by Dan Strempel
July 11, 2018
Newspapers, magazines, directories, books, music, network television, films — the list of mass media channels beaten into submission by the advent information superhighway is long and sad.
These industries are mere shadows of what they once were, but one of the great ironies of the digital revolution is that the relatively staid business of academic journal publishing continues to roll along with stable growth and healthy profits.
In 1995, Forbes magazine predicted that Elsevier, the largest publisher of scientific journals, would be “the internet’s first victim”. Twenty years later the Financial Times has dubbed Elsevier “the business the internet could not kill”.
It’s not for lack of trying. Doom and gloom predictions were predicated on the idea that instant digital distribution would enable research scientists to share their work for free. The idea eventually coalesced into a movement known as open access, which is the subject of Simba Information’s latest report, Open Access Journal Publishing 2018-2022.
Market leaders Elsevier, Springer Nature, John Wiley & Sons and Informa have fended off the advent of preprint article repositories, open access journals, funder mandates, boycotts and big deal library subscription cancellations.
With this stiff opposition to its basic business model from the community that creates and ultimately uses its content, these publishers continue to endure. Here are five reasons why.
Mass cancellations of large subscription packages could destroy publishers, but nothing like that has taken place thus far. Most libraries are out to find sustainable agreements with publishers, because the idea of losing a large journal collection creates hardship for librarians who have to scramble to find new ways of helping patrons find alternative access.
Some libraries seek to cancel their big deal and choose to subscribe only to the titles the institution needs the most, only to find little to no cost savings.
Which brings us to the No. 2 reason scholarly journal publishers endure: prestige matters.
As long as universities make decisions about tenor and advancement based on where a faculty member publishes, commercial publishers will continue to be able to charge a premium for demonstrated impact or prestige. Publishers worked to acquire control of the most prestigious titles years ago and are laser focused on building and maintain impact factors (a measure of how often articles in a given journal are cited by other authors) across their portfolios.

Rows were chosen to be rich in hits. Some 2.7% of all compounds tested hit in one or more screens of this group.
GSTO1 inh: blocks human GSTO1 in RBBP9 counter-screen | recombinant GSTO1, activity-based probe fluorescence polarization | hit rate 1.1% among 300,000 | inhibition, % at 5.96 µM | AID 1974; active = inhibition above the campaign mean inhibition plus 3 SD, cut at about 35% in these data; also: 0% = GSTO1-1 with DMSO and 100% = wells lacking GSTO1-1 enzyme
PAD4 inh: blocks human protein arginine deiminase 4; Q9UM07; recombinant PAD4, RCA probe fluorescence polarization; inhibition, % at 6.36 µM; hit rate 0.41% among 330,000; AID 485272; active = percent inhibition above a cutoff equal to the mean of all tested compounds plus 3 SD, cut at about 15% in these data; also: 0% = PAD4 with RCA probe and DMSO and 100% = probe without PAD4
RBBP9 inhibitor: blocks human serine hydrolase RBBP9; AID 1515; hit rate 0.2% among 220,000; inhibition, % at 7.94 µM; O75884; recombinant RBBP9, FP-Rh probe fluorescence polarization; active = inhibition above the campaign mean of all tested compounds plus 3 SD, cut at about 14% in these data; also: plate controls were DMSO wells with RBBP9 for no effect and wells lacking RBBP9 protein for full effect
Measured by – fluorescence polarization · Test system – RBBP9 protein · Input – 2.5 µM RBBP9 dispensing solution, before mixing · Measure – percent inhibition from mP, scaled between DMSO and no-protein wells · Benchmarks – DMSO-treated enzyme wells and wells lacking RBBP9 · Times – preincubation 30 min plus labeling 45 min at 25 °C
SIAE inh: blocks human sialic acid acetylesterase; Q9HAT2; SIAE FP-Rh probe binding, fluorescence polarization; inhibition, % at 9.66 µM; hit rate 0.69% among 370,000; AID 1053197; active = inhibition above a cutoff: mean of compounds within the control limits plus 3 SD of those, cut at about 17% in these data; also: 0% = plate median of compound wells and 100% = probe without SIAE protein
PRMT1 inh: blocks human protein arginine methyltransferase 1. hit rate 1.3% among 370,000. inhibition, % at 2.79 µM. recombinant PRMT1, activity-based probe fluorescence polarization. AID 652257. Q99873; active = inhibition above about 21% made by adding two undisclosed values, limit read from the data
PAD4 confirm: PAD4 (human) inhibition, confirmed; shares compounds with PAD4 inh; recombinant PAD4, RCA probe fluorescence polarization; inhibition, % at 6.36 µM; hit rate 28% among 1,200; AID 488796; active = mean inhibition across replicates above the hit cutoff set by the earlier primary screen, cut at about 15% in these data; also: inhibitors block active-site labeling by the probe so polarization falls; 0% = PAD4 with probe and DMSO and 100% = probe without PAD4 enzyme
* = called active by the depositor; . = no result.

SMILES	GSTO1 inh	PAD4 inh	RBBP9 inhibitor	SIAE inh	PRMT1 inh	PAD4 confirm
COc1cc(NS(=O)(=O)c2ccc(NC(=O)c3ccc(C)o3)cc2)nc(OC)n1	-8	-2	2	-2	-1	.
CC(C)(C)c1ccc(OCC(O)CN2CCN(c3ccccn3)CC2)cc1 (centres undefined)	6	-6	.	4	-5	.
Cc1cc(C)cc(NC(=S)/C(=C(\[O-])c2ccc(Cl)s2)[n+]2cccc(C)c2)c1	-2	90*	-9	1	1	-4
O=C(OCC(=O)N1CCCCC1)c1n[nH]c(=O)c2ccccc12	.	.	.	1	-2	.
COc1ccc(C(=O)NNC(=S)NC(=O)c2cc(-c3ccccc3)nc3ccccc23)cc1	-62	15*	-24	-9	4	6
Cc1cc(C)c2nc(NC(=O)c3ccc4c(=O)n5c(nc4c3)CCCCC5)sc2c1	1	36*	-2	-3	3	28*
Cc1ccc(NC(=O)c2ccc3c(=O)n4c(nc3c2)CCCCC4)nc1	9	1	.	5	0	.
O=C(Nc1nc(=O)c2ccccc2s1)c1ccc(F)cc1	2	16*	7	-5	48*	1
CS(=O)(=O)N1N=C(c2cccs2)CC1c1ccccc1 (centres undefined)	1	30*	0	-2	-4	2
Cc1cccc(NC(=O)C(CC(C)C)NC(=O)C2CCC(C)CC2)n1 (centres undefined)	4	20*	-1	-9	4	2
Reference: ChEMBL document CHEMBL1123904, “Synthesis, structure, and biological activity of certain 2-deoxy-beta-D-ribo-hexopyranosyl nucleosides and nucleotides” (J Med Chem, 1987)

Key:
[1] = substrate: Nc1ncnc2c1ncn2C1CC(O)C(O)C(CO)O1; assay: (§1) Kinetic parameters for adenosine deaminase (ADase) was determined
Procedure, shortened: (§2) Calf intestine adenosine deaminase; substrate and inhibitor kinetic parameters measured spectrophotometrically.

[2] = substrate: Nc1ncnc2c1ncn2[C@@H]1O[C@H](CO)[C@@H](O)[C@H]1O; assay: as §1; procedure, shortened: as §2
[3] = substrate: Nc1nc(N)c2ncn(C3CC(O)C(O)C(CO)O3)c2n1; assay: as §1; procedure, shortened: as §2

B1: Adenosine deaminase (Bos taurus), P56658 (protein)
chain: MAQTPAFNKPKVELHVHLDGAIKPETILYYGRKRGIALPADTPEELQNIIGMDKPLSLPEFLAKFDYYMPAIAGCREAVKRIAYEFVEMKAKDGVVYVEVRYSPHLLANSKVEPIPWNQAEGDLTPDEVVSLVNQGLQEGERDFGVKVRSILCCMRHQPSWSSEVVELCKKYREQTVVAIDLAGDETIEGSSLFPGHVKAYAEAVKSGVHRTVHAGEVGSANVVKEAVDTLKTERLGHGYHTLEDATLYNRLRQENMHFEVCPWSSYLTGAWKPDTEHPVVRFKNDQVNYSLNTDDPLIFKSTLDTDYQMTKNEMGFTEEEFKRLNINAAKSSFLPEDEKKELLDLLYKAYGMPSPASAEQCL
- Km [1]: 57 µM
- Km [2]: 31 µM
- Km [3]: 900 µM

Efforts to mobilize against a publisher, such as British mathematician Timothy Gowers’ 2012 mass boycott of Elsevier over its pricing policies, have been largely symbolic.
Yes, more than 15,000 academic signed a petition stating that they would snub the Elsevier journals that failed to “radically change how they operate”. The protest brought plenty of bad publicity, but failed to gain enough support to hurt the company in a way that would have triggered the desired change. The flow of article submissions continued to swell, editors and reviewers were quickly replaced without any perceived loss of quality at the journals, sales and profits rolled on.
Academics know that choosing to boycott publication in high impact journals will hurt their careers advancement before it hurts Elsevier.
Issues of prestige and competitiveness among researchers have kept the simplest form of open access from proliferating. The idea that all scientists would just use the internet to share their work for free never materialized.
Preprint servers have been around since the early 1990s, but the results have been mixed. Researchers in some fields think nothing of sharing their draft papers in an open archive, but there are many others who will not. The reasons why range from norms within the filed (the traditions passed on by colleagues and teachers), the overall level of competiveness in the field, and the potential for commercialization of the new results.
The most recent threat is emerging from universities launching their own open access platforms.
This model is working in specific fields or with targeted audiences, but it’s not likely that we will see every institution accept the challenge of setting up its own open access publishing system. Publishing quality science is difficult and expensive. It takes many talented people to launch a journal, find the right articles, vet them, and build a reputation and an impact factor over time.
Publishing a journal article is only the baseline for what successful publishers need to do. The next line of demarcation is being able to support the journals with research tools. This requires investment, experimentation and the acceptance of high levels of risk that universities, research funding bodies and academic societies may not be able to stomach.
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